Once we admit this then the challenge that epiphenomenalism previously posed altogether dissolves. Our knowledge of the mind comes not from a separated causal influence of the mind on the brain, but from the fact that the mind is the brain. The brain having knowledge of the mind is no different from the brain having knowledge of itself. The mind is just the vantage point of the brain. The mystery and overspirtualization we so naturally impose onto consciousness makes it all seem far more complex a phenomenon than it really is. Granted, the brain itself is very complex, but consciousness is simply the brain's perspective of itself and the world.
The tricky thing is getting beyond our natural intuitions—particularly our intuitions of the "self"—in order to fully understand this idea. We typically view consciousness as just one aspect of the “self,” yet in reality the self is just one aspect of consciousness. And what’s more is that it is ever-changing and impermanent. It waxes and wanes depending on the state of your brain.
The perceived “self” we so intimately identify with is simply a model the brain constructs of itself in order to make sense of the world, in the same way it constructs, for example, visual models for various objects, informed by the trillions of photons hitting our retina every second. And through various means of manipulation of the brain’s physiology this “self-model” can actually be dissolved, whether through the use of psychedelic drugs or just a particularly deep state of meditation.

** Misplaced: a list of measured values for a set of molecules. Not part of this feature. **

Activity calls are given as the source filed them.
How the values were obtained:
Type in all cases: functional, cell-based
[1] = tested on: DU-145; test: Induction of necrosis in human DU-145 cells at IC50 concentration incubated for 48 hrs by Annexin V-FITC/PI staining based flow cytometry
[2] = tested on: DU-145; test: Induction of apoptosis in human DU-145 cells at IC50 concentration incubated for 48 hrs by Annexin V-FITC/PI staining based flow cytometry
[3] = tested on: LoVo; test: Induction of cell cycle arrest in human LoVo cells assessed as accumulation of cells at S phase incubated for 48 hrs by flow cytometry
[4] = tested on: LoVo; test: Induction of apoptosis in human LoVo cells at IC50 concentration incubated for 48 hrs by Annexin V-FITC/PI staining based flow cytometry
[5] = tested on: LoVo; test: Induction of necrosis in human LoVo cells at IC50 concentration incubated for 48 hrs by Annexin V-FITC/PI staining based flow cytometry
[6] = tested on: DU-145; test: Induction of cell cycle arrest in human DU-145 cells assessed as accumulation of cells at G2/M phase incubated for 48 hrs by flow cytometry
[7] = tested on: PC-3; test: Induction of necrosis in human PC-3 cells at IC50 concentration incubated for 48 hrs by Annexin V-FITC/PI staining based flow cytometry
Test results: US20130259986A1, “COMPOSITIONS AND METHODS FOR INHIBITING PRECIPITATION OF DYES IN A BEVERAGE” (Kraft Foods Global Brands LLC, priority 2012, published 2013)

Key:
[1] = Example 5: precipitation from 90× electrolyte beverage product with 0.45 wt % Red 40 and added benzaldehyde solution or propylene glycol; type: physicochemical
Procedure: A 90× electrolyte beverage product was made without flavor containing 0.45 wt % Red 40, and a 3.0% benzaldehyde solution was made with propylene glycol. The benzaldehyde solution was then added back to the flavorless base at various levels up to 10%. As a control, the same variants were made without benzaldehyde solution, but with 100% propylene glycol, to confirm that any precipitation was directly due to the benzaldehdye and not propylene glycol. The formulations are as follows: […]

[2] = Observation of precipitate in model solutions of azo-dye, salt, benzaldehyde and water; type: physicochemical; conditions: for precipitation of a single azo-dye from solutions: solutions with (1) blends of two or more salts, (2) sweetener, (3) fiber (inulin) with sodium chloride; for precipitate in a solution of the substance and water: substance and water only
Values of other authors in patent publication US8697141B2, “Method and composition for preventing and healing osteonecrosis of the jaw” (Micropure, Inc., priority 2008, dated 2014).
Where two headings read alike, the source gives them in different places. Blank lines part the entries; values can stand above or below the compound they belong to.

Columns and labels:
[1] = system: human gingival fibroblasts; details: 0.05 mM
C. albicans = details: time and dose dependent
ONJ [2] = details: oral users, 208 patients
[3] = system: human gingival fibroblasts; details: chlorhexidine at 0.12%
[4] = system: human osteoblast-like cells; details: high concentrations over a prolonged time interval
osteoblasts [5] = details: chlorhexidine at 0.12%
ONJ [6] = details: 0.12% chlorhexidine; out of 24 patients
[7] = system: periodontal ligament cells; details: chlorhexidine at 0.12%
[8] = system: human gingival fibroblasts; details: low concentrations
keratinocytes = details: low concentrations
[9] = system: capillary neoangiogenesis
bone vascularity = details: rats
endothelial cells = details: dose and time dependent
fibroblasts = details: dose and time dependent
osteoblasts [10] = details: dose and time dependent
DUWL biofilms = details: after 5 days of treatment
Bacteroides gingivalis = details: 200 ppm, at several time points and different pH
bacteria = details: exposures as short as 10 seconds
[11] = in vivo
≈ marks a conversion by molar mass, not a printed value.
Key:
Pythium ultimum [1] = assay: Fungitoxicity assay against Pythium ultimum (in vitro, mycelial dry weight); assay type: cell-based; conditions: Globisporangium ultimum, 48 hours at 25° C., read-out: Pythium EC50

Religious and spiritual patriarchs and matriarchs have for millennia understood the significance of setting aside the self, of putting others before yourself, of dissolving the ego. Such a practice is the birth of love in action. When we learn of the material basis of the mind—of the ego as a changing and fragile arrangement of matter—then we see that there really is no distinction between “us” and “them.” We are all of the same fundamental building blocks that fill our universe; a confoundingly beautiful mosaic of unfathomable complexity; a dance of quarks and electrons woven throughout the entire cosmos.
Indeed, consciousness exists; it exists as the perspective of an elegant and precisely choreographed ballet of countless quarks and electrons. And you are part of this dance. In the words of the spiritual teacher and author Eckhart Tolle:
“You are not in the universe, you are the universe, an intrinsic part of it. Ultimately you are not a person, but a focal point where the universe is becoming conscious of itself. What an amazing miracle.”
fMRI actually measures changes in blood flow in various regions of the brain, changes which nicely correlate with neuronal activity. ↩
I actually came to the conclusion of the mind as an epiphenomenon before I had heard anything about epiphenomenalism. I had no clue the word even existed. And I subsequently realized this problem with epiphenomenalism before hearing it expressed anywhere else. I thought it was the grandest revelation ever. The moral of the story is if you ever have a philosophical revelation and think you’re a super genius for thinking of it, you’re very likely just ignorant of the fact that someone already thought of your idea long before you. ↩